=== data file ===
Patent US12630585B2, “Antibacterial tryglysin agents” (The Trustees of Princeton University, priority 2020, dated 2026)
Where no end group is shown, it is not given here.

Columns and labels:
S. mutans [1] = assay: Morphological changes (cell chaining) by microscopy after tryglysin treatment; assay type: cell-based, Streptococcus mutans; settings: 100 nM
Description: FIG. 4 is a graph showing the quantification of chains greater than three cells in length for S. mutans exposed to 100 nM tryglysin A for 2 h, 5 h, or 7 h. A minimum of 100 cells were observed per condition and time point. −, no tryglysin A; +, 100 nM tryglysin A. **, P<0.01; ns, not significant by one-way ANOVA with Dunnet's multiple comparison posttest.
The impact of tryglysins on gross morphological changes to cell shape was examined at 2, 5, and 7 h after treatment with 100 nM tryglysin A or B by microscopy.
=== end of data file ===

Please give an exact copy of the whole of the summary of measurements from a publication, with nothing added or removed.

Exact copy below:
Patent US12630585B2, “Antibacterial tryglysin agents” (The Trustees of Princeton University, priority 2020, dated 2026)
Where no end group is shown, it is not given here.

Columns and labels:
S. mutans [1] = assay: Morphological changes (cell chaining) by microscopy after tryglysin treatment; assay type: cell-based, Streptococcus mutans; settings: 100 nM
Description: FIG. 4 is a graph showing the quantification of chains greater than three cells in length for S. mutans exposed to 100 nM tryglysin A for 2 h, 5 h, or 7 h. A minimum of 100 cells were observed per condition and time point. −, no tryglysin A; +, 100 nM tryglysin A. **, P<0.01; ns, not significant by one-way ANOVA with Dunnet's multiple comparison posttest.
The impact of tryglysins on gross morphological changes to cell shape was examined at 2, 5, and 7 h after treatment with 100 nM tryglysin A or B by microscopy.